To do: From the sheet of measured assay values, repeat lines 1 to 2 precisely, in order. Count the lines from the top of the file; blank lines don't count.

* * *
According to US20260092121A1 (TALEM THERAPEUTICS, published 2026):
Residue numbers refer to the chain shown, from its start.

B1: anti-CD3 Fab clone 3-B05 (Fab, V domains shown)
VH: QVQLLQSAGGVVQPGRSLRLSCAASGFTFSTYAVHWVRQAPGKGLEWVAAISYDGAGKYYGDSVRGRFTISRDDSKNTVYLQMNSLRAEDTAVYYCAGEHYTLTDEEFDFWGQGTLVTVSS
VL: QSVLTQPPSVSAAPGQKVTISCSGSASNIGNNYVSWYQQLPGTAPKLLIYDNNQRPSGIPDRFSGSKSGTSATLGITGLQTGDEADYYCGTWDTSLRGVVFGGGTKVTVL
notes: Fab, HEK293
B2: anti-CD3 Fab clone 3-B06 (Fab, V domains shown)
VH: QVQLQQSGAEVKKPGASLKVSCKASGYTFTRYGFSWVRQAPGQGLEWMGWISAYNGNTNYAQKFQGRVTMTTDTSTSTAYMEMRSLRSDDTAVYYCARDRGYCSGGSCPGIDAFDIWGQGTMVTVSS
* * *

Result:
According to US20260092121A1 (TALEM THERAPEUTICS, published 2026):
Residue numbers refer to the chain shown, from its start.